Agile kicks managers out?

I think there is probably no greater nonsense out there than the narrative “Agile is eliminating management”. In the social networks, I often read advertisements for consultancies and seminars such as: First slowly introduce agile and self-organisation so that you don’t have to abolish management straight away. Managers beware, you won’t have your job much longer!

All agile organisations I know still have a management, even the biggest and oldest agile pioneers in the banking sector. Agile organisations or parts of organisations on the way to self-organisation distribute management tasks differently than usual. This new kind of management is often much more meaningful and valuable than the conventional.

Let’s take a look at some of my experiences and the differences between before and after.

Before: The supervisor draws up a training plan at the beginning of the business year with monthly reports. Of course, there is discussion, but it usually stays with industry-typical trainings that don’t exactly fit the job. The training status is reviewed quarterly.

After: Service champions from the team set the trainings in the learning groups, have short feedback loops, create ad hoc trainings, everything is visually managed. The team leaders’ job is to encourage people, to nudge learning groups at times. Strengthening strengths works almost by itself in agile teams, but reducing weaknesses usually needs coaching from the team leader.

Before: In the case of customer escalations, large groups of senior managers sit together, daily reports are prepared and 60-minute jour fixes are conducted. Only 10% of the reports are really relevant, the meetings tie up resources unnecessarily. Some decisions are made on the basis of second- or third-hand information.

After: Relevant stakeholders incl. customer representatives focus on the most important values, supported by someone who knows Lean/Agile methods. The situation is visualised, everyone can see the current status. The team leader moderates, takes care of tasks that go beyond the team. The team leader often also ensures that decisions once made are maintained, some solutions do not work on the first day.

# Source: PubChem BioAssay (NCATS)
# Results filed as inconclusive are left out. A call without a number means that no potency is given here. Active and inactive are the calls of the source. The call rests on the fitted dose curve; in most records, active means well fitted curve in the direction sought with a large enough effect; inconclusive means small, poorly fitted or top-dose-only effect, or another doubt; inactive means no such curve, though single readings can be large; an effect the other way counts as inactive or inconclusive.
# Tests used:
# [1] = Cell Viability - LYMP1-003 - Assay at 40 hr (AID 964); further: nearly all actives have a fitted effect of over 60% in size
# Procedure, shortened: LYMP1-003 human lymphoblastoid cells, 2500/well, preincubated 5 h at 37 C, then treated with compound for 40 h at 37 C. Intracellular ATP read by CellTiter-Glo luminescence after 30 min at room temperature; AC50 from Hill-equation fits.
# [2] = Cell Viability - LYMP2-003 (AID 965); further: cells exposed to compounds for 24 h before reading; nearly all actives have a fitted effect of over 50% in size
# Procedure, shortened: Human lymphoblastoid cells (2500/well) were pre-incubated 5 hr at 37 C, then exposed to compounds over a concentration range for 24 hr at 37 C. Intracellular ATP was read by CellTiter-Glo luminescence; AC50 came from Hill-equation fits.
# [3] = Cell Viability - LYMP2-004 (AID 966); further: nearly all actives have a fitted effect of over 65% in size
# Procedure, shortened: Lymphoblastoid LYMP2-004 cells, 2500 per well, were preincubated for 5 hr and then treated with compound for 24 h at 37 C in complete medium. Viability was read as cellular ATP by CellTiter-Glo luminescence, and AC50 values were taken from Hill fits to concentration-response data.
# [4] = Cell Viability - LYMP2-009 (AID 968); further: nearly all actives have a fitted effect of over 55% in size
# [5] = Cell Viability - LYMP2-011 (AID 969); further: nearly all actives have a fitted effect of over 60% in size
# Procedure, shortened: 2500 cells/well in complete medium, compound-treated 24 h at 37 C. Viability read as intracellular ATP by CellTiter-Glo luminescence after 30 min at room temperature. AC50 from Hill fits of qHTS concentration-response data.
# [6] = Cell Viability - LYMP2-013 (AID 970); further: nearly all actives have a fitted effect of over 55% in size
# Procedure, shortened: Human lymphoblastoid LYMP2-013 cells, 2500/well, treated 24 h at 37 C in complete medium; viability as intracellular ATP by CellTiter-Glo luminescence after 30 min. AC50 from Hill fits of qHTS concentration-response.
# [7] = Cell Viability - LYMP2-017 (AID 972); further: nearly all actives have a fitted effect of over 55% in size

Well, I think I could fill a whole book with examples like that. In my experience, the different assignment of responsibility and decision-making creates a much better acceptance of the desire for continuous improvement. Management systems like Objectives and Key Results (OKR) almost kick into gear by themselves in such environments, whereas in hierarchical environments they stop at any political traffic light as soon as it is as low as yellow.

Leaders are challenged in their most important role when introducing agile or hybrid-agile working methods: as a protective function for the team. Also as a corrective, so that the newly shared responsibilities are well anchored and lived. If the team moves towards self-organisation, the team leader remains the most important interface and an essential coach. Both for the holistic view of the development of the individual and for the next development step of the team. Not to mention the resolution of conflicts.

I don’t understand why they scare people with the threat “soon no one will need you any more”. Changes are already causing many people to break out in a cold sweat, because the working environment will change. If I think about how I worked 10 years ago and imagine I’m in 2013 and now I’m looking at 2023. So without any prior knowledge now to look at agile presales and sales.

I would find many things great, for example the high efficiency in the team. Some things I wouldn’t understand, for example why visual management is so useful if it sounds like bureaucracy. And some things I would have a lot of respect for, e.g. the example above of putting out a fire together with customers in a room.

By the way, the idea for this article came to me when a co-worker asked for a job reference and I thought: OK, then you write me one too. That’s what we did. Unthinkable in a 60s hierarchy. In a self-organised team, it was a matter of course and a great experience.

I would like to take away your fears if you are thinking in the direction of lean/agile, we agile coaches are there for you. I would be happy to tell you about my first steps.

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